Anyway, the group eventually makes their way back to Nevarro, where they meet up with Greef and his crew and are informed that they’ll have to travel to the town on foot since it’s been completely overtaken by the Client’s troops. At one point, the group is attacked by a group of winged creatures and while Greef sustains some serious injuries from this encounter, The Child ends up healing him with the Force (On a side note, remember when Rey did the exact same thing in Rise of Skywalker and yet a lot of people gave her crap for it?). Because of this, Greef ultimately decides to go against his group’s ‘true’ plan of killing the Mandalorian by killing his associates instead and promising to legitimately help the Mandalorian and his crew protect The Child. However, instead of just ending with a traditional finale where the Mandalorian and crew successfully take down the Client by fooling him into thinking that they’ve brought The Child to him, the episode ends up taking a much different route. During the meeting between the two parties, the Client receives a call from one of his associates… before he and his men are promptly annihilated by a barrage of gunfire. The Mandalorian, Cara, and Greef barely manage to survive this onslaught before finding themselves cornered by the Client’s associate, Moff Gideon, and his army of stormtroopers. Gideon proclaims that he’ll soon have The Child in his possession as we see a pair of scout troopers pursuing Kuiil as he brings The Child back to the Razor Crest. The episode ends on a tragic note as the Troopers kill Kuiil and grab The Child. And so, while this may not be my personal favorite episode from this season, its incredibly intense climax is an undisputed highlight as it perfectly sets the stage for an epic finale.


While the first episode of a new series usually ends up being overshadowed by the episodes that follow, that doesn’t mean that they can’t be just as great by comparison, and that certainly applies to The Mandalorian’s pilot episode, which served as Star Wars mainstay Dave Filoni’s live-action directorial debut. Thanks to this episode, we get an excellent introduction to the title character and the section of the Star Wars galaxy that he inhabits right from the opening sequence where he nabs an overly talkative bounty. This, of course, then paves the way for our first glimpses at the season’s main plot as the Mandalorian accepts a high-paying commission that’s being offered by a mysterious Client with former ties to the Empire. It’s the episode where we first meet the good-natured Kuiil, who helps the Mandalorian prepare for his journey by helping him learn how to ride a mountable creature known as a Blurrg. Ultimately, though, the biggest highlight of this episode is its action-packed climax in which the Mandalorian reaches his target’s location and proceeds to take on a whole bunch of goons with the help of droid bounty hunter IG-11. As he’s basically known to do nowadays, Taika Waititi is an utterly delightful standout as the no-nonsense assassin droid and the comedic rapport between IG-11 and the Mandalorian is fantastic, especially whenever the latter has to keep the former from initiating his self-destruct function. This, of course, then brings us to the episode’s instantly iconic finale as the two bounty hunters find their target and discover that it’s a young alien child. And while IG-11 intends on killing it, the Mandalorian proceeds to subdue his new associate since he intends on bringing The Child back alive. Thus, thanks to Dave Filoni’s excellent direction and the sharp script from Jon Favreau, this first episode is a brilliant kick-starter for this great new series.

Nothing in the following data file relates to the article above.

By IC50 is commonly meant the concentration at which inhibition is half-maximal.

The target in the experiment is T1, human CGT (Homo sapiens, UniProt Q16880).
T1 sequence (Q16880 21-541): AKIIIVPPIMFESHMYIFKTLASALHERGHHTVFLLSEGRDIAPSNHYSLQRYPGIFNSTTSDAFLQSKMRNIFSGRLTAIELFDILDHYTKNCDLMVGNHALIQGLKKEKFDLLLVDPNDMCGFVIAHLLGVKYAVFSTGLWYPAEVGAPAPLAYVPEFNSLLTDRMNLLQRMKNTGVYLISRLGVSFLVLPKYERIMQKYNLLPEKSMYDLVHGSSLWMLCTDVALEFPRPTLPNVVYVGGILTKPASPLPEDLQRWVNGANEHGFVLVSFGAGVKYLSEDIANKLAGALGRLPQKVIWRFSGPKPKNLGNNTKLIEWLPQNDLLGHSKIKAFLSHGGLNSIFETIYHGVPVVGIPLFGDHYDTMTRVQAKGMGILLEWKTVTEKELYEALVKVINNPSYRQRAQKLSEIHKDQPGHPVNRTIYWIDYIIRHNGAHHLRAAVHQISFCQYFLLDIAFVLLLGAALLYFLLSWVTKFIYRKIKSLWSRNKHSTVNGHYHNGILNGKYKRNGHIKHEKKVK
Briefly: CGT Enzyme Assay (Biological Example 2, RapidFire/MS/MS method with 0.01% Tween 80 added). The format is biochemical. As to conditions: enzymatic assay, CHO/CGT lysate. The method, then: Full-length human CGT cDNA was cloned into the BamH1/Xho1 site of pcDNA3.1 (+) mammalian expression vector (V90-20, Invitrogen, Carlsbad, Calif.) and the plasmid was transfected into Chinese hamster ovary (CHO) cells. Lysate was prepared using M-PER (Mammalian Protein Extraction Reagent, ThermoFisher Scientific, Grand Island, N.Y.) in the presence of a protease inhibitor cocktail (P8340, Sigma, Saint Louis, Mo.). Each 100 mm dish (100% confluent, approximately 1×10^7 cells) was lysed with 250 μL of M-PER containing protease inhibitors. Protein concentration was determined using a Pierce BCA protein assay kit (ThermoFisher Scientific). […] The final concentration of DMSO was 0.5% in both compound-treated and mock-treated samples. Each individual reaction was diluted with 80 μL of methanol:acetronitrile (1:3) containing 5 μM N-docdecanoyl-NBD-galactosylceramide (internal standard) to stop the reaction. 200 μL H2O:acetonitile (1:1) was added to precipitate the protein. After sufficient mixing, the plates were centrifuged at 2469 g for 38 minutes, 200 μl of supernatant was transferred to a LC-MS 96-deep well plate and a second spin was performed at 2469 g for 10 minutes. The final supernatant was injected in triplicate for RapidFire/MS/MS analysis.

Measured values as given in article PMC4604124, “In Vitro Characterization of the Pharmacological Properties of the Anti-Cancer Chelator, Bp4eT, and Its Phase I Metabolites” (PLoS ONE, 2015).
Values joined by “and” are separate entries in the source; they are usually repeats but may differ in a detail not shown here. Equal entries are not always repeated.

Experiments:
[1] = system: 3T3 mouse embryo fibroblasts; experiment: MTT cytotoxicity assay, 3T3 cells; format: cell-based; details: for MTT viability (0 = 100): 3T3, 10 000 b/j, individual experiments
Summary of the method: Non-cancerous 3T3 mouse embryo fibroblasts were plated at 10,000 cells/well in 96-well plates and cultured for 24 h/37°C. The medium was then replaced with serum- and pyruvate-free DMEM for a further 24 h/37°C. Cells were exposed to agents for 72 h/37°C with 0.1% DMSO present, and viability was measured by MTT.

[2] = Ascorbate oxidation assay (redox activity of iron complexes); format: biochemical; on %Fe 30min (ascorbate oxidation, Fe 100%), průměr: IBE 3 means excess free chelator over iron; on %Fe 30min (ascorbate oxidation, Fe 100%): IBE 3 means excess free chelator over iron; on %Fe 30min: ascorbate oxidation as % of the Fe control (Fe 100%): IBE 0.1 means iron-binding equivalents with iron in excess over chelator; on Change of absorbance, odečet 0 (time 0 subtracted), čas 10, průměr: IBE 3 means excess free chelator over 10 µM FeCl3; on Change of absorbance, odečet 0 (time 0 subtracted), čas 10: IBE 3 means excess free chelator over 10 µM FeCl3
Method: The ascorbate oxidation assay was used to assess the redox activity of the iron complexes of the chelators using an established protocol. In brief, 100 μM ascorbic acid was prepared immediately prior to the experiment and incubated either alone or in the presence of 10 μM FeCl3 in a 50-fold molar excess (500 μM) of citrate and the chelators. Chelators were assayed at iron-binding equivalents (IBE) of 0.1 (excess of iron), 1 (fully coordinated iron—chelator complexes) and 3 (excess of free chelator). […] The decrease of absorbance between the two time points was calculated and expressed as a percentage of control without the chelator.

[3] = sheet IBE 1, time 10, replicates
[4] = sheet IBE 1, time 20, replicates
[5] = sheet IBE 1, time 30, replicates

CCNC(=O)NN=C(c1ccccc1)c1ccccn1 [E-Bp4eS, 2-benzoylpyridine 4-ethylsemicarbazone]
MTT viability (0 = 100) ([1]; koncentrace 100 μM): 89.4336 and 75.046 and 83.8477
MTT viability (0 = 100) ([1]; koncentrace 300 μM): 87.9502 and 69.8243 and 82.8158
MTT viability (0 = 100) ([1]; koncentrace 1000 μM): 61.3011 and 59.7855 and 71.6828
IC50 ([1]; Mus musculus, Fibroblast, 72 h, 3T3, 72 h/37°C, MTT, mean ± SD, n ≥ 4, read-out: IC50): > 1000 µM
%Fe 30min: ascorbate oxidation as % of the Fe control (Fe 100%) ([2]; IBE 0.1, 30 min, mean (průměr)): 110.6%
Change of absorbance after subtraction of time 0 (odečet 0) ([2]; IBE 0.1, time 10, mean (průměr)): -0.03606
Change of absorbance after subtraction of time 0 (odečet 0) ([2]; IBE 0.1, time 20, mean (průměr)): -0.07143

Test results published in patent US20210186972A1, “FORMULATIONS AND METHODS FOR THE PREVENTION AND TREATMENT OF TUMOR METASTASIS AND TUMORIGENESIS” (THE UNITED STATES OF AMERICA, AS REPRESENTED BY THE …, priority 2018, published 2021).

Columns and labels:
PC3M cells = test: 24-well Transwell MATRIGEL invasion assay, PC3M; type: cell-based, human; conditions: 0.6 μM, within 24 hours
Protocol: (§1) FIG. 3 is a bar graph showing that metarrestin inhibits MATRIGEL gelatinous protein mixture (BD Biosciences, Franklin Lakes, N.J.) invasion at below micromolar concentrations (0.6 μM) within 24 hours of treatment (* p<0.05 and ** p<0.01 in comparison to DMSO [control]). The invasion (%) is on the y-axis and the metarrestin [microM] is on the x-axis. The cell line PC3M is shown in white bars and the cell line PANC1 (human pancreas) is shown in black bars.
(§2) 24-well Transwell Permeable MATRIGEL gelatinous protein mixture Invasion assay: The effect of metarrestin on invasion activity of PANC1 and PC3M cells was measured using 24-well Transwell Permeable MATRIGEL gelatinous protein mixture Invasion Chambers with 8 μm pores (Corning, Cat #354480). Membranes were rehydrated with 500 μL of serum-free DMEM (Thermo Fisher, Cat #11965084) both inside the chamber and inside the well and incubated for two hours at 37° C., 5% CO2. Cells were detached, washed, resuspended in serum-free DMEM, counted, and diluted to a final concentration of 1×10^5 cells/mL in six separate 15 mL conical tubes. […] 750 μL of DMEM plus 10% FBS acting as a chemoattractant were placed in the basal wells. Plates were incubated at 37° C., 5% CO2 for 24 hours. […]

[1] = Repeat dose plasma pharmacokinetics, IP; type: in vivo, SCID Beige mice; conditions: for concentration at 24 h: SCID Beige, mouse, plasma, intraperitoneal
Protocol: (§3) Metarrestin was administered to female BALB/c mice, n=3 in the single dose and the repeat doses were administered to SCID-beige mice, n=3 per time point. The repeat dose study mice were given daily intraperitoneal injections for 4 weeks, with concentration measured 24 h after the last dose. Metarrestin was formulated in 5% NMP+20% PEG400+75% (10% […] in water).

Rick Famuyiwa’s second episode of the season begins with the Mandalorian reuniting with one of his old colleagues, Ranzar ‘Ran’ Malk (Mark Boone Junior), who requests his help in teaming up with a bunch of his mercenaries to rescue one of their own from a New Republic prison ship. And while this is the only episode in which Ran’s crew of mercenaries appears, they instantly manage to be a solidly memorable gang of criminals. This includes Bill Burr’s ex-Imperial sharpshooter Mayfeld (“I wasn’t a stormtrooper, wise-ass!”), Natalia Tena’s Xi’an, a fiery Twi’lek who’s implied to be one of the Mandalorian’s old flames, Clancy Brown’s Burg, the group’s Devaronian muscle, and a protocol droid named Q9-O voiced by Richard Ayoade. Overall, this episode delivers a delightfully exciting heist plot as the crew infiltrates the ship, fights off its collection of guard droids, and rescues Xi’an’s brother Qin (Ismael Cruz Cordova), who’s shown to have a complicated history with the Mandalorian. Sure enough, the Mandalorian then finds himself double-crossed by Mayfeld and his crew but is eventually able to get back at them by subduing Mayfeld, Xi’an, and Burg and sticking them in one of the ship’s cells. And as for Q9-O, he gets destroyed when he attempts to kidnap The Child after learning about the Mandalorian’s current situation. The only one that he ‘spares’ is Qin, who is then brought back to Ran’s space station, and while Ran immediately sends a gunship after his old associate, he is instead met with a trio of X-Wing pilots who were ‘guided’ there by the Mandalorian thanks to a distress signal that he got from the prison ship and promptly attack his base of operations. Now admittedly, this is one of those episodes that, as I mentioned earlier, is more of a ‘filler’ type episode since it deviates quite a bit from the main plot. And unlike the other episode from this season that could also be described as a ‘filler’ episode, this one doesn’t open in a way that, at the very least, still feels somewhat connected to everything and there aren’t many allusions to what’s mainly going on apart from when the mercenaries discover The Child. Still, for what it’s worth, this is a highly entertaining episode that still managed to do quite a lot with its ‘B-plot’.